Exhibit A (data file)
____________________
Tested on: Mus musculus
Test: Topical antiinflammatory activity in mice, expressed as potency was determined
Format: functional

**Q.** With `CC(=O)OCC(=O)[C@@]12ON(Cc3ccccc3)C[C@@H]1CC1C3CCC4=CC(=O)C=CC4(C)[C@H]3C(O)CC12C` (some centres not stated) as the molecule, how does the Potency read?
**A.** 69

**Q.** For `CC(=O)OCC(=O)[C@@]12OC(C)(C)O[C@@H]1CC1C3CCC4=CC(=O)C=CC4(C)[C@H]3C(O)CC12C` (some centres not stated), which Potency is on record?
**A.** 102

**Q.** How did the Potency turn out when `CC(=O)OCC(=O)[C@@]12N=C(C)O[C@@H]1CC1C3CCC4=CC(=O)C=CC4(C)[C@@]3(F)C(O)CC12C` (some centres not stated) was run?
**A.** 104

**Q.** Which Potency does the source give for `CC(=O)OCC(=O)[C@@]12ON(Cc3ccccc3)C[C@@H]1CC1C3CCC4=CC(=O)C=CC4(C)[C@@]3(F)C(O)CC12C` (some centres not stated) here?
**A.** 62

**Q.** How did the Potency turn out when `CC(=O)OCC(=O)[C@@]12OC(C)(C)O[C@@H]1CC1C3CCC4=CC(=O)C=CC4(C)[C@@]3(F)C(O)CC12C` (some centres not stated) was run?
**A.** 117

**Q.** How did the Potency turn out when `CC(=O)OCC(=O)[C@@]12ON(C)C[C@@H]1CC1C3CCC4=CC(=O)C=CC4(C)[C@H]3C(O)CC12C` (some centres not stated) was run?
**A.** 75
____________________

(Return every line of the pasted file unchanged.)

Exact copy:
Tested on: Mus musculus
Test: Topical antiinflammatory activity in mice, expressed as potency was determined
Format: functional

**Q.** With `CC(=O)OCC(=O)[C@@]12ON(Cc3ccccc3)C[C@@H]1CC1C3CCC4=CC(=O)C=CC4(C)[C@H]3C(O)CC12C` (some centres not stated) as the molecule, how does the Potency read?
**A.** 69

**Q.** For `CC(=O)OCC(=O)[C@@]12OC(C)(C)O[C@@H]1CC1C3CCC4=CC(=O)C=CC4(C)[C@H]3C(O)CC12C` (some centres not stated), which Potency is on record?
**A.** 102

**Q.** How did the Potency turn out when `CC(=O)OCC(=O)[C@@]12N=C(C)O[C@@H]1CC1C3CCC4=CC(=O)C=CC4(C)[C@@]3(F)C(O)CC12C` (some centres not stated) was run?
**A.** 104

**Q.** Which Potency does the source give for `CC(=O)OCC(=O)[C@@]12ON(Cc3ccccc3)C[C@@H]1CC1C3CCC4=CC(=O)C=CC4(C)[C@@]3(F)C(O)CC12C` (some centres not stated) here?
**A.** 62

**Q.** How did the Potency turn out when `CC(=O)OCC(=O)[C@@]12OC(C)(C)O[C@@H]1CC1C3CCC4=CC(=O)C=CC4(C)[C@@]3(F)C(O)CC12C` (some centres not stated) was run?
**A.** 117

**Q.** How did the Potency turn out when `CC(=O)OCC(=O)[C@@]12ON(C)C[C@@H]1CC1C3CCC4=CC(=O)C=CC4(C)[C@H]3C(O)CC12C` (some centres not stated) was run?
**A.** 75